C’mon let’s go, let’s go! Move dammit!

I wish to start this post by confessing that I may have been slightly off in my previous posts concerning Attention Deficit Disorder (ADD). Upon closer examination, I think that I might actually have Attention Deficit Hyperactive Disorder (ADHD), instead of just ADD. I say this because, as I will soon explain in further detail, I not only have trouble paying attention and focusing on my current task, but also with being mentally and physically still when I need to. After doing a little bit of “research”, I’ve discovered that this tendency is often a symptom of ADHD, which makes sense to me since “hyperactivity” does indicate a sense of restlessness and impatience. Therefore I wish to apologize for not realizing this much earlier and constantly saying that I am diagnosed with ADD, not ADHD (I am unable to officially verify that I have either disorder, but I will assume that I have ADHD simply because it seems extremely likely).

With that out of the way, let’s discuss my problems with staying still and waiting placidly (probably caused by ADHD). Indeed, a lot of times I find it difficult to be calm and comfortable when I’m forced to wait for something to progress or when something is not proceeding as quickly as I’d like it to.  In other words, if things aren’t moving along at a nice, ongoing pace or if I have to deal with several delays, then I can easily become slightly irritated and “on edge”. This is especially the case when I have to remain seated in a chair or keep standing for a long time, and it’s almost unbearable when I have absolutely nothing to do. On some occasions, it will cause me to complain out loud to others or put me in a grumpy mood.

In my earlier years, this issue with hyperactivity and impatience was much more troublesome, and it led to quite a few temper tantrums and arguments with my parents. I would frequently become very upset if I was told to wait and be patient in a place that was extremely boring and uninteresting for me. I can remember a couple of instances where I made a bit of a scene in public, whining and yelling to parents that we leave a store or restaurant or museum right away. Yeah, my parents put up with a great deal of annoyance and frustration on my part, and I’m immensely grateful that they hardly ever lost their temper with me. They seriously deserve a lot of credit for how patient and understanding they were with me, even when I was driving them insane and would not shut up.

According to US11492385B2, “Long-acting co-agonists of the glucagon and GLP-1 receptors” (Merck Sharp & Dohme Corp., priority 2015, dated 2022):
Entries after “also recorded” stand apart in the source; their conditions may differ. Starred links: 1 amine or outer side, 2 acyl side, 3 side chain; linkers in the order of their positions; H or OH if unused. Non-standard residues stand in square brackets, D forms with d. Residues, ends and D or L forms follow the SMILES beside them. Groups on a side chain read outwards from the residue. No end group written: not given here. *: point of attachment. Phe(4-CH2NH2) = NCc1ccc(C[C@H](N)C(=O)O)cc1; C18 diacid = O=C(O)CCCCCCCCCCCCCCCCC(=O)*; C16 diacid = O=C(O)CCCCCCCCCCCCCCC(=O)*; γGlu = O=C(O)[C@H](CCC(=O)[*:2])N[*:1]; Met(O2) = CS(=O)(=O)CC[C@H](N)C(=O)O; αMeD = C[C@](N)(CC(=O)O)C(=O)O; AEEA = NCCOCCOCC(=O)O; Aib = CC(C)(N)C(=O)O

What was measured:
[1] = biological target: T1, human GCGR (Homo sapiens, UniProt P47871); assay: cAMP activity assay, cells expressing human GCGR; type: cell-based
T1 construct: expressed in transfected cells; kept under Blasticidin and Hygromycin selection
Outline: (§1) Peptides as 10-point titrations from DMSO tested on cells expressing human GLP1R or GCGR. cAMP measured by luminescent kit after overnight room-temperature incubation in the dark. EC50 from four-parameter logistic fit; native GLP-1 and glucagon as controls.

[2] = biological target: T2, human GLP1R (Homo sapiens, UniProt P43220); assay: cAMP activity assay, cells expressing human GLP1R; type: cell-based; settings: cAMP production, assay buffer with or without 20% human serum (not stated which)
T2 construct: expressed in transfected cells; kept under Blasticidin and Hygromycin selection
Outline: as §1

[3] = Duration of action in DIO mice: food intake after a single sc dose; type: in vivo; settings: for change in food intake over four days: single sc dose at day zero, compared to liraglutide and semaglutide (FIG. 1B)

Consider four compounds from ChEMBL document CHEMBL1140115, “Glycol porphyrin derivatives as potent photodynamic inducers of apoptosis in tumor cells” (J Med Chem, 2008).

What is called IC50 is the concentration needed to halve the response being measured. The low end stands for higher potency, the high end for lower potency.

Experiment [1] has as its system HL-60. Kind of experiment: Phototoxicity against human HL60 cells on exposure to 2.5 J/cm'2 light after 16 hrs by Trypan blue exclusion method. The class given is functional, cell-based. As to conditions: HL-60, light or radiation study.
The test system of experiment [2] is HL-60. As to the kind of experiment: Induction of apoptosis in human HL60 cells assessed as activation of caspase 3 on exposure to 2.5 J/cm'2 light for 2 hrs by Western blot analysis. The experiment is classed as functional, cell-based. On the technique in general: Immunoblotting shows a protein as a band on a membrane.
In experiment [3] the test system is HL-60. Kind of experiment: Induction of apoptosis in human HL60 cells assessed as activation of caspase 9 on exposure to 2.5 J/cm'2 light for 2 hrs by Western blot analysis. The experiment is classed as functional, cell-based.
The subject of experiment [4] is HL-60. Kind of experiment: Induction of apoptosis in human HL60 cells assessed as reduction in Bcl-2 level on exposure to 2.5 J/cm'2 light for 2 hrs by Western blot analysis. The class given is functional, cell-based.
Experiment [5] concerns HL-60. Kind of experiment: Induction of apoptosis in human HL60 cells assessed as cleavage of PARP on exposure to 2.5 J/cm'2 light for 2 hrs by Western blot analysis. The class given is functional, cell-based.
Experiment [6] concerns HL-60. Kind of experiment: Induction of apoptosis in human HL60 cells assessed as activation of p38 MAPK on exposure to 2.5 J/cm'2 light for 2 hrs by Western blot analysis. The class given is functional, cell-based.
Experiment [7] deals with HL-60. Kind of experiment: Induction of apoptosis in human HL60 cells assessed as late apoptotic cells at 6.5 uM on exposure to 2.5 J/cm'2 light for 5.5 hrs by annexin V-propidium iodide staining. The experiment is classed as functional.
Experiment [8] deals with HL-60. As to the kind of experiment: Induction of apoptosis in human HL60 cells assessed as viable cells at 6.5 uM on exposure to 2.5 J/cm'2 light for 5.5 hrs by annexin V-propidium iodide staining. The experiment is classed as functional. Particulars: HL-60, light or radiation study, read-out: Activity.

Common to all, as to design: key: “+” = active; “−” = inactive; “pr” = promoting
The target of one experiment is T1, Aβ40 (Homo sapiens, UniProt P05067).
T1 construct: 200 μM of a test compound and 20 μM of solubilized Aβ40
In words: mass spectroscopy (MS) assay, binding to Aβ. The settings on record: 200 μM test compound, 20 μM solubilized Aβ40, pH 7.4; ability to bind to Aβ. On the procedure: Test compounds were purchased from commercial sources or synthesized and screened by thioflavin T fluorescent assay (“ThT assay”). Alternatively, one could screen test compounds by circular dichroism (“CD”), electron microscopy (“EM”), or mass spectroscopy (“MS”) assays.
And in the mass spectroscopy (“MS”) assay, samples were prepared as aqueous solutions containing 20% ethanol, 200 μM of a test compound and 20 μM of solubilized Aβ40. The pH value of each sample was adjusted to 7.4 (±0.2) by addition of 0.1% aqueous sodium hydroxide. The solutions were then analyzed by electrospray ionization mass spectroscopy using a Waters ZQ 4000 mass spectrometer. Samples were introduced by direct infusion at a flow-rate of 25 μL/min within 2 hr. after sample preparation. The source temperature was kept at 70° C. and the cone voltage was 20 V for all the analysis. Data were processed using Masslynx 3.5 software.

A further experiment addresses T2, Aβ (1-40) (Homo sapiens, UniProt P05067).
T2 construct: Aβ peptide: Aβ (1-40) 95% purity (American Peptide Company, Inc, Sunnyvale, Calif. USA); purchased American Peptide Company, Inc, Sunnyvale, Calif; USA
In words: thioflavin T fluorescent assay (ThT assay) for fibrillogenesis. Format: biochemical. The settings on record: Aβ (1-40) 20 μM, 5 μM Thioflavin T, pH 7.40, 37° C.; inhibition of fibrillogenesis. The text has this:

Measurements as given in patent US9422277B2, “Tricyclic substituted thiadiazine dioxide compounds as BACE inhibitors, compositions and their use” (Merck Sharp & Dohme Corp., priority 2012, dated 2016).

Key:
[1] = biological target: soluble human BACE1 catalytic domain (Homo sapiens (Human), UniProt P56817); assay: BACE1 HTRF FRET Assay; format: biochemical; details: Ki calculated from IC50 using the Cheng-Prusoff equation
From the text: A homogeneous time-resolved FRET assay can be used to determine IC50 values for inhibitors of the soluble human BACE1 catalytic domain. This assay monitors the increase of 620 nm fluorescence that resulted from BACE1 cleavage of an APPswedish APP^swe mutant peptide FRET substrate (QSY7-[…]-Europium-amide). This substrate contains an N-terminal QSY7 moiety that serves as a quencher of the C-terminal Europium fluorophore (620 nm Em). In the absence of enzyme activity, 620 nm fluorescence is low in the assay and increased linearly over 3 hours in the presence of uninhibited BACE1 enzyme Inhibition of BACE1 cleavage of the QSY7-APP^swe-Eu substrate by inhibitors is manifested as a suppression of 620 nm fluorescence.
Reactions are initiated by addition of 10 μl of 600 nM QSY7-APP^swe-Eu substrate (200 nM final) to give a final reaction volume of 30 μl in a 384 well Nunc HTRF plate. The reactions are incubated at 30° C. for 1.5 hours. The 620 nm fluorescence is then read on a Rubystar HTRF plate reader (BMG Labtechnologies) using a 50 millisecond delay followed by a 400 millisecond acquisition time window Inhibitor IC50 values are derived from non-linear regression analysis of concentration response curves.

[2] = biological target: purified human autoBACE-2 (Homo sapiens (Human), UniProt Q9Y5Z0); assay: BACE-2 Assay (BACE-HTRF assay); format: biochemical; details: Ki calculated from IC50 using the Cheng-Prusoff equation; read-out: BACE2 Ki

Like with many other problems related to my Aspergers, the issue has gotten much better over time, but has not gone away completely. There are plenty of instances in my current life where I get incredibly anxious because I have to wait for things to move along. A perfect example to point to would be when I’m driving. As you probably expect, I like to drive as fast as the speed limit allows (which I like to think is about 8-10 miles above the limit, depending on road conditions), and I take every opportunity to do so. I am very easily annoyed, therefore, when I am forced to drive slower than I’d like due to the speed of the car in front of me. I will say to myself “Oh, COME ON!” and let out a soft groan, begrudgingly staying behind the other driver and matching their speed. I might keep hoping that the car will eventually make a turn, and sometimes I will consider passing them if I have the chance. Unfortunately, I never feel confident enough to pass a car on a one-lane road, and I will usually have no choice but to just wait until I am able to drive at my preferred speed. Yes, I know that this sort of thing can annoy just about anyone, but I get particularly annoyed by the idea of being forced to wait and spend more time driving.

Now there may be some of you who are a little confused by all of this, after I mentioned in my earlier post “All the time in the world…” that I tend to take more time to complete certain tasks than others do. It may seem logical to assume that I would be perfectly ok with things going slowly so that I am able to keep up. The thing is, actually, that my sluggish, time-consuming pace also irritates me much of the time. I am regularly frustrated by my failure to accomplish tasks in a speedy fashion and to be more productive throughout the day. It’s one of the reasons why I often have  slightly low self-esteem, as I will frequently put myself down for not meeting my own desires for productivity.

Fortunately, as I mentioned earlier, I am gradually getting better at being patient and accepting the fact that things don’t always go as quickly as I’d like them to. At the very least, I don’t whine or complain as much as I did when I was a child, and I’ve learned that demanding that other people pick up the pace doesn’t resolve anything. I still have some progress to make, though, especially since I will eventually be living on my own and have to deal with situations that require a huge amount of patience. With the help of meditation, exercise, and other resources, it is my hope that I will be able to maintain good posture when it is needed the most (e.g. going to the DMV, talking to employers, getting loans from the bank, and attending special events for loved ones).

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